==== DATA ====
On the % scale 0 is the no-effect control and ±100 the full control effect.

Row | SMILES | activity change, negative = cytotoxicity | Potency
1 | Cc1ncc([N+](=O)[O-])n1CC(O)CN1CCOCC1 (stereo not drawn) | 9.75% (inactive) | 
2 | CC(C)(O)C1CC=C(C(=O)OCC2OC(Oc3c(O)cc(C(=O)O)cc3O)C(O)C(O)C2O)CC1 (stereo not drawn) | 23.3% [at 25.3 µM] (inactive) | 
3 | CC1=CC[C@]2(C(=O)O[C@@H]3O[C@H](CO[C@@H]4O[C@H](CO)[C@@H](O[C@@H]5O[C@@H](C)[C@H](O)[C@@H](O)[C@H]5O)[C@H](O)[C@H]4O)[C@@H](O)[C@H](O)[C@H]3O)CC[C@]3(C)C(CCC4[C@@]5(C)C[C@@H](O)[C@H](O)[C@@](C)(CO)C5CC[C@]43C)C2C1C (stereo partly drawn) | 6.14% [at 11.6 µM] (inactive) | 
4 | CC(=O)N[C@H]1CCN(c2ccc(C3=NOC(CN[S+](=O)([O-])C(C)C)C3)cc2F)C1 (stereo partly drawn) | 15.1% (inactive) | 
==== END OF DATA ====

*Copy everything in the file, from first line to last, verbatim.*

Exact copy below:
On the % scale 0 is the no-effect control and ±100 the full control effect.

Row | SMILES | activity change, negative = cytotoxicity | Potency
1 | Cc1ncc([N+](=O)[O-])n1CC(O)CN1CCOCC1 (stereo not drawn) | 9.75% (inactive) | 
2 | CC(C)(O)C1CC=C(C(=O)OCC2OC(Oc3c(O)cc(C(=O)O)cc3O)C(O)C(O)C2O)CC1 (stereo not drawn) | 23.3% [at 25.3 µM] (inactive) | 
3 | CC1=CC[C@]2(C(=O)O[C@@H]3O[C@H](CO[C@@H]4O[C@H](CO)[C@@H](O[C@@H]5O[C@@H](C)[C@H](O)[C@@H](O)[C@H]5O)[C@H](O)[C@H]4O)[C@@H](O)[C@H](O)[C@H]3O)CC[C@]3(C)C(CCC4[C@@]5(C)C[C@@H](O)[C@H](O)[C@@](C)(CO)C5CC[C@]43C)C2C1C (stereo partly drawn) | 6.14% [at 11.6 µM] (inactive) | 
4 | CC(=O)N[C@H]1CCN(c2ccc(C3=NOC(CN[S+](=O)([O-])C(C)C)C3)cc2F)C1 (stereo partly drawn) | 15.1% (inactive) | 